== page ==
Home Depot rolls out interview self-scheduling to fill more than 80K openings
- Home Depot will allow applicants for more than 80,000 jobs to self-schedule their in-person interviews, according to a company statement. The company's new self-scheduling tool can be used on any device and is available 24/7 to job seekers who submit an application.
- Candidate numbers are up 50% since the companies apps, Mobile Apply and Text-to-Apply, were introduced, says Home Depot. So far, about 80% of candidates have used the self-scheduling tool, according to the home improvement retailer.
- The company also recently introduced PocketGuide, a mobile application that trains associates via gamification while they're on the shop floor. New associates learn about the company's products and other information with a hand-held device. The app is being gradually distributed to store departments during the year, Home Depot said.
Big-box retailers were once seen as employers who paid low hourly wages, fostered high turnover and offered workers little more than discounts on store merchandise. That image might be changing; Lowe's, perhaps Home Depot's biggest competitor, is making changes to how its own brick-and-mortar staff operate and improving benefits.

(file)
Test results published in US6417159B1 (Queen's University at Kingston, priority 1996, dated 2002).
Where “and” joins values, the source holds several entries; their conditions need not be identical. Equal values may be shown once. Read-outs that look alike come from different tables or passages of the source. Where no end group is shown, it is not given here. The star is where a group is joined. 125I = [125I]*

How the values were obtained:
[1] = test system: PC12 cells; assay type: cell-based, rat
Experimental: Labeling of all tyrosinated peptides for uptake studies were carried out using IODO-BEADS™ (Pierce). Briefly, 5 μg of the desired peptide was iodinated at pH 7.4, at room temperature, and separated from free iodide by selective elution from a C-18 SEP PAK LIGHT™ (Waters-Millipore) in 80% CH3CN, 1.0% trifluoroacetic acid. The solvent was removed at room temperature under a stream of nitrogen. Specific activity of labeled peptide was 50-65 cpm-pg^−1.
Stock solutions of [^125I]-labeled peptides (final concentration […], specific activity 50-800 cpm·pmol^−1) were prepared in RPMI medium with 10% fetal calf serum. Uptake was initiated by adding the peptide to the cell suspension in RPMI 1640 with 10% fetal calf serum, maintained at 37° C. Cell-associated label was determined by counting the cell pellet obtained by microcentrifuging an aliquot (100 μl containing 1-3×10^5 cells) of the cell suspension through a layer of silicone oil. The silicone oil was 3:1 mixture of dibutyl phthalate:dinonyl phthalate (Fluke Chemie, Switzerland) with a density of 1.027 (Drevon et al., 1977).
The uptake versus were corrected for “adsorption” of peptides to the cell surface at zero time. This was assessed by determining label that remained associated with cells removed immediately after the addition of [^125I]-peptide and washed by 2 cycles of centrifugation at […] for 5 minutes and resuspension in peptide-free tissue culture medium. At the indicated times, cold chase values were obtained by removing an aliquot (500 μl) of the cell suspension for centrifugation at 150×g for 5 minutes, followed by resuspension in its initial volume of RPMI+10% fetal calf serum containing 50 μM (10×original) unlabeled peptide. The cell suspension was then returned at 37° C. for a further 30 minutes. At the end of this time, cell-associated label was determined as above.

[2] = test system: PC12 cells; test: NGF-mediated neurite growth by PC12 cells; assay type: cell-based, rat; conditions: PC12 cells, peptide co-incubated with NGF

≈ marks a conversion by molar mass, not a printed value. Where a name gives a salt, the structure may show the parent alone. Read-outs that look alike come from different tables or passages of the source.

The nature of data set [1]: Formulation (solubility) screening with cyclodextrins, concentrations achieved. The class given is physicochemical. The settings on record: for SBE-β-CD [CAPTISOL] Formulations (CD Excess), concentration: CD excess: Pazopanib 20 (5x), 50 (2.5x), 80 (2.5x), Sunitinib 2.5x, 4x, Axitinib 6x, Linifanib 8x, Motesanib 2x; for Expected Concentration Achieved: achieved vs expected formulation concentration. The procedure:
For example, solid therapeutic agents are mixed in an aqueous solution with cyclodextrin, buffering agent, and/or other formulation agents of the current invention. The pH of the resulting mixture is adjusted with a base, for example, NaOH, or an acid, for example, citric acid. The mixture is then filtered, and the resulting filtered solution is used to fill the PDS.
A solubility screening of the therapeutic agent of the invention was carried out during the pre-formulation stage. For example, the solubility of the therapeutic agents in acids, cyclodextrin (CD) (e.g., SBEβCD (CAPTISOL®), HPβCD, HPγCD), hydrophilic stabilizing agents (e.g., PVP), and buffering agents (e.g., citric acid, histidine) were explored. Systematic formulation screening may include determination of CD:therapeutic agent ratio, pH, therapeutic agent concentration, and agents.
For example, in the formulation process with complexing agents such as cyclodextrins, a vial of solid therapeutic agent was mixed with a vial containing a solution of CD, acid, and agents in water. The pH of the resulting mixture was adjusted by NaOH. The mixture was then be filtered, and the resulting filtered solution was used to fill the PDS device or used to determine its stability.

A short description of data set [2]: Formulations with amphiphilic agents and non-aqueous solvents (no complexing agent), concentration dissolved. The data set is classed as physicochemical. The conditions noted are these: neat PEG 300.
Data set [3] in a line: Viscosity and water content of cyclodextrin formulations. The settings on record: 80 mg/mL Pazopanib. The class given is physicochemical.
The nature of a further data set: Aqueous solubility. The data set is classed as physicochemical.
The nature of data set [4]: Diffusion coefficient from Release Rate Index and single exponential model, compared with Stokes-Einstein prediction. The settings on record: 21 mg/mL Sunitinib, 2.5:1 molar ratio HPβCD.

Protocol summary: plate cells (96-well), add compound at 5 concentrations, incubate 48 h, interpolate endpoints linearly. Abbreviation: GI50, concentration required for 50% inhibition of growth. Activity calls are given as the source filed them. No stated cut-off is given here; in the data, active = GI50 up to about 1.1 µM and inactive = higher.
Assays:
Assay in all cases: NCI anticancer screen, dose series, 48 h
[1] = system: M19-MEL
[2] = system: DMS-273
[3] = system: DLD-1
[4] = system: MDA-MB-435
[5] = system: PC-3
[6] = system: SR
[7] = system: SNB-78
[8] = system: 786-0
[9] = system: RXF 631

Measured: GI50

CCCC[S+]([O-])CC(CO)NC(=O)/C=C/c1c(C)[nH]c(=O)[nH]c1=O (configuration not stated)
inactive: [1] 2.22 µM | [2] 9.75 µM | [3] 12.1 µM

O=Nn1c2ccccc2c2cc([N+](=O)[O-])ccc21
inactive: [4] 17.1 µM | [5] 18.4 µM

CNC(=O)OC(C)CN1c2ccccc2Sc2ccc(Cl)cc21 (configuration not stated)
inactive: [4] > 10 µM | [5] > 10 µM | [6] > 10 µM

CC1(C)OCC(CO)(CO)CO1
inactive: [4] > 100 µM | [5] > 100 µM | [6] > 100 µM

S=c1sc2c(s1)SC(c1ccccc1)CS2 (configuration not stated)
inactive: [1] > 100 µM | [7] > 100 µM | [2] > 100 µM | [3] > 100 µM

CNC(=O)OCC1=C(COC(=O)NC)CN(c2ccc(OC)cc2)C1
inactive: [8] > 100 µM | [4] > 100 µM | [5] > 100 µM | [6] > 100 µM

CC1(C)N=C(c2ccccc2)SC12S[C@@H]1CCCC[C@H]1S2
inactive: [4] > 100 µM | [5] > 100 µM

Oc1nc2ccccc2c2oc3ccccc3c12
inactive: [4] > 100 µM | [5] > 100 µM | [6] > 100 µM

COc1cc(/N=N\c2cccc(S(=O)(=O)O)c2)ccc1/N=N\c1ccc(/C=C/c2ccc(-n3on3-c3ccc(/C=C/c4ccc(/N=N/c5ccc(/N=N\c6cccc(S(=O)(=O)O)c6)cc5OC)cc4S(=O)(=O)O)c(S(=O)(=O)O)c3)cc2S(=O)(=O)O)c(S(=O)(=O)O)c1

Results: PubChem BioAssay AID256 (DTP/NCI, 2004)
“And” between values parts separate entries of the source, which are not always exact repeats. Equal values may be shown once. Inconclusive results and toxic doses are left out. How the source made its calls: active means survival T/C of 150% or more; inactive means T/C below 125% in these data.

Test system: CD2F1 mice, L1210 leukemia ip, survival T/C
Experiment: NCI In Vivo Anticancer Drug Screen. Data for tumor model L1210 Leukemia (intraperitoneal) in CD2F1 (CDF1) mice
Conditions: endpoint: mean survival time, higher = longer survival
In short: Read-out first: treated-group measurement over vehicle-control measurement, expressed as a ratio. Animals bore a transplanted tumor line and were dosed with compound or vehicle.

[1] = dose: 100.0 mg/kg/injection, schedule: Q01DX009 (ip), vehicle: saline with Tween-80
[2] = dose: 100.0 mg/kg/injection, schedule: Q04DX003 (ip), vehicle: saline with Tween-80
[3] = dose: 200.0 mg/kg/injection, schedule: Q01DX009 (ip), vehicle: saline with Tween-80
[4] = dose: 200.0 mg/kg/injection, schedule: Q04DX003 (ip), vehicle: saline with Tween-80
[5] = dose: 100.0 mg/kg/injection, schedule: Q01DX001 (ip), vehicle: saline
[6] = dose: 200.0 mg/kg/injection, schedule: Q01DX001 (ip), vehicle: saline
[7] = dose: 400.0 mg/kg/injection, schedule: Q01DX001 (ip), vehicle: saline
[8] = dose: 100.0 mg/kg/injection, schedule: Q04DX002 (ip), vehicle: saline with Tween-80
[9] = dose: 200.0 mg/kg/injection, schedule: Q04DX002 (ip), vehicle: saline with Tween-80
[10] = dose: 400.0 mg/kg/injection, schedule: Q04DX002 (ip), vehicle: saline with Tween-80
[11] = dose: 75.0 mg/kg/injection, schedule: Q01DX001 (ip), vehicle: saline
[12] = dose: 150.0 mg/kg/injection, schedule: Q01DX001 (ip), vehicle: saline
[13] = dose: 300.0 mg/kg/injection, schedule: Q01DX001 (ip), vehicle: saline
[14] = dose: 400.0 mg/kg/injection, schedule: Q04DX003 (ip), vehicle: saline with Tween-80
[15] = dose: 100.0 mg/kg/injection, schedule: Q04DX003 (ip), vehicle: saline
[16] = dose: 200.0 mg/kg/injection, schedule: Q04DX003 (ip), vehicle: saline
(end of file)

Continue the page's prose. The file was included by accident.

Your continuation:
The tight labor market and record-low unemployment may be driving the industry-wide HR focus on employee engagement. Traditional retailers appear to be committed to attracting, engaging and retaining workers and investing in the technology that can make it happen.
Giving job seekers the tech tools to make the hunt for work more convenient and personal is smart. The majority of job hunters in a recent American Staffing Association survey deemed the recruitment process "too impersonal" and that it left them feeling as though their resumes were being diverted into a mysterious "black box." Interview scheduling is one way to improve the transparency of that process.
Likewise, gamification can be an engaging way of getting new hires quickly up to speed. In Home Depot's case, PocketGuide helps to minimize the time and cost of traditional training. The savings can be significant for large employers with thousands of jobs to fill. In other retailers' busy seasons, namely the holidays, HR departments have relied on similar measures to quickly prepare seasonal hires to take needed shifts.